Photo by Gregg M. Erickson
SALEM, Ore. – Oregon lawmakers got some short term good news Wednesday: State revenues are predicted to be a little higher than previously thought. But the long term outlook remains gloomy.
Oregon's revenue picture is $81 million brighter. That's thanks in part to a strengthening housing market. And it means lawmakers won't have to make any immediate budget cuts.
The state's overall outlook is fairly close to national trends. But long-term growth in Oregon remains slow, with weak global demand for Oregon goods.
State economist Mark McMullen unveiled his latest revenue predictions to a panel of lawmakers at the capitol.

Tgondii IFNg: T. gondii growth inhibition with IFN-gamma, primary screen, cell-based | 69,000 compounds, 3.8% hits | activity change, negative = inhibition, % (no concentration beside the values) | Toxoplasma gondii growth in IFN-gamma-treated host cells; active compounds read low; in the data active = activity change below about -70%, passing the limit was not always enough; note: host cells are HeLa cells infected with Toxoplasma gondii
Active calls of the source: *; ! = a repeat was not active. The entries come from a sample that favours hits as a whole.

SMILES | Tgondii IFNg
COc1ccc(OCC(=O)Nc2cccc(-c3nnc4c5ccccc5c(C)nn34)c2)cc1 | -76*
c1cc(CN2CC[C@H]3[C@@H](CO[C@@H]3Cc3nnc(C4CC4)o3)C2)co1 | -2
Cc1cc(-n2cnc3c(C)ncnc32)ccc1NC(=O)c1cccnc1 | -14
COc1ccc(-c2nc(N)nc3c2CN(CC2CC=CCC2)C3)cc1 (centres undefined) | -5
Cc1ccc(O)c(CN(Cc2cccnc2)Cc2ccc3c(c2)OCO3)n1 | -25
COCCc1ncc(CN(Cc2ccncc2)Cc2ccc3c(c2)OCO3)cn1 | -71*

"We're still in pretty good shape. We expect a little more revenue than we did three months ago," McMullen said. "However, over time, the slower growth forecast does more and more damage to the state budget."
McMullen says that will make it tougher for lawmakers returning to Salem next year to craft the next two-year state spending plan. He says the biggest short-term threat to Oregon's budget would be any major stock market volatility.
On the Web:
Oregon revenue forecastL http://cms.oregon.gov/DAS/OEA/pages/economic.aspx#most_recent_forecast
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